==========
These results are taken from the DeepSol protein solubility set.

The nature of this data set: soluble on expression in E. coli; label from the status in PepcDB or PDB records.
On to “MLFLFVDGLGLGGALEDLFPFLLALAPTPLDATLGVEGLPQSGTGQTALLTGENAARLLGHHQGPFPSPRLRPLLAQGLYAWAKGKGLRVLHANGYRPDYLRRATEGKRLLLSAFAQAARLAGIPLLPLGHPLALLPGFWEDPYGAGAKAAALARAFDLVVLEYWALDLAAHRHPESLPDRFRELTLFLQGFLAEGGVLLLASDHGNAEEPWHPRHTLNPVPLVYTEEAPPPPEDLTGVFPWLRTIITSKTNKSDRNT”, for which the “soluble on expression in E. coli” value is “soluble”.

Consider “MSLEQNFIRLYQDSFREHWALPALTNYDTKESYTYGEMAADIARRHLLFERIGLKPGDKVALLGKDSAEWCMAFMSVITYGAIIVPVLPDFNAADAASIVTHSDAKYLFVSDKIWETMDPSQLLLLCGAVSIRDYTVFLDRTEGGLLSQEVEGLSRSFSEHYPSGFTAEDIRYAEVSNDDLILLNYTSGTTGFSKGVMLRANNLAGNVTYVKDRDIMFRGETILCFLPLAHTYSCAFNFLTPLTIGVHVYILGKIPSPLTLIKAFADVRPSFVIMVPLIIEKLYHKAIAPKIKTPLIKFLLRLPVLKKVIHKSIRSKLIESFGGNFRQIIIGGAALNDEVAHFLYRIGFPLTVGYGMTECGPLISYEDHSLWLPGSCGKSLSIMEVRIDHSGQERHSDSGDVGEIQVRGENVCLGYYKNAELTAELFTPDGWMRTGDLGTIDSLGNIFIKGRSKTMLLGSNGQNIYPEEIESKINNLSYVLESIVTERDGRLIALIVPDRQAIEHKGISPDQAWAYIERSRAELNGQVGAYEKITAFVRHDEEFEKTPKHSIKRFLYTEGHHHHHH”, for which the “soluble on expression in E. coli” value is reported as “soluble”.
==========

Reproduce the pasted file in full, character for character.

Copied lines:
These results are taken from the DeepSol protein solubility set.

The nature of this data set: soluble on expression in E. coli; label from the status in PepcDB or PDB records.
On to “MLFLFVDGLGLGGALEDLFPFLLALAPTPLDATLGVEGLPQSGTGQTALLTGENAARLLGHHQGPFPSPRLRPLLAQGLYAWAKGKGLRVLHANGYRPDYLRRATEGKRLLLSAFAQAARLAGIPLLPLGHPLALLPGFWEDPYGAGAKAAALARAFDLVVLEYWALDLAAHRHPESLPDRFRELTLFLQGFLAEGGVLLLASDHGNAEEPWHPRHTLNPVPLVYTEEAPPPPEDLTGVFPWLRTIITSKTNKSDRNT”, for which the “soluble on expression in E. coli” value is “soluble”.

Consider “MSLEQNFIRLYQDSFREHWALPALTNYDTKESYTYGEMAADIARRHLLFERIGLKPGDKVALLGKDSAEWCMAFMSVITYGAIIVPVLPDFNAADAASIVTHSDAKYLFVSDKIWETMDPSQLLLLCGAVSIRDYTVFLDRTEGGLLSQEVEGLSRSFSEHYPSGFTAEDIRYAEVSNDDLILLNYTSGTTGFSKGVMLRANNLAGNVTYVKDRDIMFRGETILCFLPLAHTYSCAFNFLTPLTIGVHVYILGKIPSPLTLIKAFADVRPSFVIMVPLIIEKLYHKAIAPKIKTPLIKFLLRLPVLKKVIHKSIRSKLIESFGGNFRQIIIGGAALNDEVAHFLYRIGFPLTVGYGMTECGPLISYEDHSLWLPGSCGKSLSIMEVRIDHSGQERHSDSGDVGEIQVRGENVCLGYYKNAELTAELFTPDGWMRTGDLGTIDSLGNIFIKGRSKTMLLGSNGQNIYPEEIESKINNLSYVLESIVTERDGRLIALIVPDRQAIEHKGISPDQAWAYIERSRAELNGQVGAYEKITAFVRHDEEFEKTPKHSIKRFLYTEGHHHHHH”, for which the “soluble on expression in E. coli” value is reported as “soluble”.